LAW 784

Administrative Hearings Simulation Course

Public Interest Law

Course Description

This is a simulation course designed to explore administrative adjudication. It enables students to experience litigation from a judicial decision maker’s perspective and facilitates the development of practical skills useful in many different legal settings. The course also exposes students to ideas about how fair outcomes are achieved in adjudication by administrative agencies, where formal rules of evidence are not applicable unless the jurisdiction has enacted them to govern specific types of administrative adjudication. This experience is useful for its contrast to civil and criminal litigation. It is useful also for understanding more generally the American legal landscape because of the extent of administrative agency action and adjudication in the United States. Administrative agencies make decisions about important subjects as diverse as asylum, employment-related issues, educational programming for uniquely situated students, social security benefits, and parole from prison. Before filing a civil lawsuit against an agency, those seeking to challenge the agency’s decision typically must exhaust administrative remedies, which often entails participating in an administrative hearing. 

All simulations in this course are based on actual case files. Participants are positioned as hearing examiners, who must review files containing investigation reports and other potentially admissible evidence, conduct hearings in which witnesses present additional evidence, determine the admissibility of different pieces of evidence, develop a “theory of the case,” and write persuasive decisions. The vantage point as the decision maker gives students a unique perspective from which to consider how judges think about decision making. This perspective differs in many respects from how advocates think about adversarial proceedings. Yet, experiencing this perspective can inform decisions about future advocacy strategies, whether to pursue a judicial career, and how to approach legal practice in subject areas that involve administrative agencies.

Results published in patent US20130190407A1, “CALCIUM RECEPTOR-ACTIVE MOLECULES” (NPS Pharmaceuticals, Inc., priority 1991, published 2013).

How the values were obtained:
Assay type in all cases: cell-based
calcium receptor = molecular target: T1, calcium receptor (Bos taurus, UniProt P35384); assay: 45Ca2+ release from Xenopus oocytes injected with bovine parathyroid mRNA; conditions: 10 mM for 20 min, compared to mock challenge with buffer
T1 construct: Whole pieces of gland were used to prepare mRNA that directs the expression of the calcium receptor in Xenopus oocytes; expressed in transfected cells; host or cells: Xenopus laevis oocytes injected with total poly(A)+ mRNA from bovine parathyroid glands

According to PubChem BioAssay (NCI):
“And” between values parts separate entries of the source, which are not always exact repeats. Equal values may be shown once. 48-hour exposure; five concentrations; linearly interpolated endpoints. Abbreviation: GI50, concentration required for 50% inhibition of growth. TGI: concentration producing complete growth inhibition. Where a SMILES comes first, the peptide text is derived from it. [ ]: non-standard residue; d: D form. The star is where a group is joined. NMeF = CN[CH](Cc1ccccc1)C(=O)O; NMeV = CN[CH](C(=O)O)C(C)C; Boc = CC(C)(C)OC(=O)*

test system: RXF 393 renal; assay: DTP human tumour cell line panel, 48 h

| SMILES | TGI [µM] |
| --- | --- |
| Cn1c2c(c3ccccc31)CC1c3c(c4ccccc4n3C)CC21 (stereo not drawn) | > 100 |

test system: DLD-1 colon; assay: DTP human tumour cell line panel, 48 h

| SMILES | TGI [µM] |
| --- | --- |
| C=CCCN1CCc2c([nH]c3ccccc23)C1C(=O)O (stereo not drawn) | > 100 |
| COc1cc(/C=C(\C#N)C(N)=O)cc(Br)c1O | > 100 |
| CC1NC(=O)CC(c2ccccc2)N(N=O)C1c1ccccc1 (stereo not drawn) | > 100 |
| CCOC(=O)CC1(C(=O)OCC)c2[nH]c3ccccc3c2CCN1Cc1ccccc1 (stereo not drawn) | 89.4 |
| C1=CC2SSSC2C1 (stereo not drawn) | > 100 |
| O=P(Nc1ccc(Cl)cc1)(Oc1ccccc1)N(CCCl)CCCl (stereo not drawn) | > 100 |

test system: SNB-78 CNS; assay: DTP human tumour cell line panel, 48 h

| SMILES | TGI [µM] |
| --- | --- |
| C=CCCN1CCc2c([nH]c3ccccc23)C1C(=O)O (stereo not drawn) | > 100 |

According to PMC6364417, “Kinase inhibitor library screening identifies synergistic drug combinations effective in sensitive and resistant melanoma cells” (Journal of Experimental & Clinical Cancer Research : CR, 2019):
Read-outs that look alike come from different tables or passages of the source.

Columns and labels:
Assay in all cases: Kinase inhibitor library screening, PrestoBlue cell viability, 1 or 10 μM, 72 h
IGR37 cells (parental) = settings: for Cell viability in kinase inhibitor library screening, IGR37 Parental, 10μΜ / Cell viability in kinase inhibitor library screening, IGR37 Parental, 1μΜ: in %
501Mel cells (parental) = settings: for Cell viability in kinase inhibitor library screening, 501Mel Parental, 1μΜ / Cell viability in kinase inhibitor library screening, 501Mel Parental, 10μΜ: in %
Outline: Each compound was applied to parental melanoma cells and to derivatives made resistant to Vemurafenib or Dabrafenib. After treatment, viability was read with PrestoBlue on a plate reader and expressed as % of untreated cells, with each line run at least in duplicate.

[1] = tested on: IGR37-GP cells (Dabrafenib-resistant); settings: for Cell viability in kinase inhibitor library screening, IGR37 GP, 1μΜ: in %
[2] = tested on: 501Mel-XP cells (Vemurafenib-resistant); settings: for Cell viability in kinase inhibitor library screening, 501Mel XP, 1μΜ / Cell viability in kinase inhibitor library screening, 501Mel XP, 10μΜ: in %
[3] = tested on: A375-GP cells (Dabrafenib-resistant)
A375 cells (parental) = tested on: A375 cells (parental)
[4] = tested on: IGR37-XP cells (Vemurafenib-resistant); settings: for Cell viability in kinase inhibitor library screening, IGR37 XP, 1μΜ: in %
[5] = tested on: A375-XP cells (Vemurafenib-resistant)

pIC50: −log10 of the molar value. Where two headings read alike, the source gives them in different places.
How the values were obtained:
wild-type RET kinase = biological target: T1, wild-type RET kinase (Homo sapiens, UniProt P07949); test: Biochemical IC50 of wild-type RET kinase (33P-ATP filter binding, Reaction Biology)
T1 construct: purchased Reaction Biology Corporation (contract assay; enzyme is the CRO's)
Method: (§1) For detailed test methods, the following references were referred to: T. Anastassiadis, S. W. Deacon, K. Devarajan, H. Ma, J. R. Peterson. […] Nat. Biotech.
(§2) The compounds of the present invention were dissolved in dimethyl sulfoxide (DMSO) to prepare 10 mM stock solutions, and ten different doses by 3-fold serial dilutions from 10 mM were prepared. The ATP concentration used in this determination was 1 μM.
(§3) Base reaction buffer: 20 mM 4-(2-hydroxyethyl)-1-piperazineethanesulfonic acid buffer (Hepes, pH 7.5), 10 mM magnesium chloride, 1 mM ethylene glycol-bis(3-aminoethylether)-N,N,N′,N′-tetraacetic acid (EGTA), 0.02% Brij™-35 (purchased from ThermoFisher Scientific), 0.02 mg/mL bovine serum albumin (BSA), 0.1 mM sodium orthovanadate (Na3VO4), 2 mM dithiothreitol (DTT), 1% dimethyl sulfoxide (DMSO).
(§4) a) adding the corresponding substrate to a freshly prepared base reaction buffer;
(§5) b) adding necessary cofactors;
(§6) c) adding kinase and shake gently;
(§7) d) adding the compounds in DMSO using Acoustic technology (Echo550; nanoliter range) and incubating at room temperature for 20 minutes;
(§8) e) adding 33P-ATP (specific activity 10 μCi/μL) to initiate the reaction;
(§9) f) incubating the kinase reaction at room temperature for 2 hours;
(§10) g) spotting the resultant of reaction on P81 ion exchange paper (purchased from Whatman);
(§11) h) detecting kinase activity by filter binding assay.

After a period of training in various relevant skills, participants will conduct complete hearings and draft decisions for three full simulated hearings. All involve easily accessible subject matter: adjudication of complaints about “potentially dangerous dogs.” Parties to these administrative proceedings care as deeply about outcomes as parties in other types of administrative adjudicatory proceedings, but the substantive law and relevant non-law subjects (such as dog behavior) are straightforward and accessible enough for participants to focus on practical transferable legal skills instead of first mastering complex subject matter. These skills include evaluating an evidentiary file, questioning witnesses using appropriately varying question types, assessing credibility of witnesses, analyzing facts in relation to statutory factors, building a theory of what happened, designing appropriate outcomes, and writing persuasive case disposition reports. 

Please note: This four-unit course has unusual scheduling. This course will meet on Wednesdays from 10 am to noon every week during the semester. Friday classes differ in length and timing, and the class will not meet on several Fridays. For the first 5 weeks of the semester, the class will meet on Fridays from 9:00 am to 12:00 pm. After that point in the semester, students begin conducting full hearings on some (but not all Fridays). There will be 3 full hearings days. On those Fridays, students will need to allocate the time block from 9:00 am to 12:30 pm and then from 1:30 pm until 4:30 pm for hearings. (These time blocks might well turn out to be much shorter, depending on the amount of pre-hearing preparation the student has completed, the complexity of the issues, and how smoothly the hearing proceeds.) Students will be working in pairs, with one serving as the primary hearing examiner in the morning and the other serving as the primary hearing examiner in the afternoon. When a member of the pair is not the primary hearing examiner, that person is serving as a secondary hearing examiner with responsibilities to participate in the hearing and to assist in the production of the report for that case. Students will have two weeks to produce the report for the case assigned to them as the primary hearing examiner. The report is structured in accordance with an easy to use template, and students will be instructed in its use before the hearings part of the course begins. 

After each hearing day, students will continue, as always, to meet on Wednesdays, during which the focus is on discussions of the cases. However, students will not meet as a class on the Friday after a hearing day. That time is dedicated to work on case reports and meeting with the instructor, as needed. The class will not meet as a class on approximately four Fridays during the semester. Those Fridays fall in the second half of the semester. 

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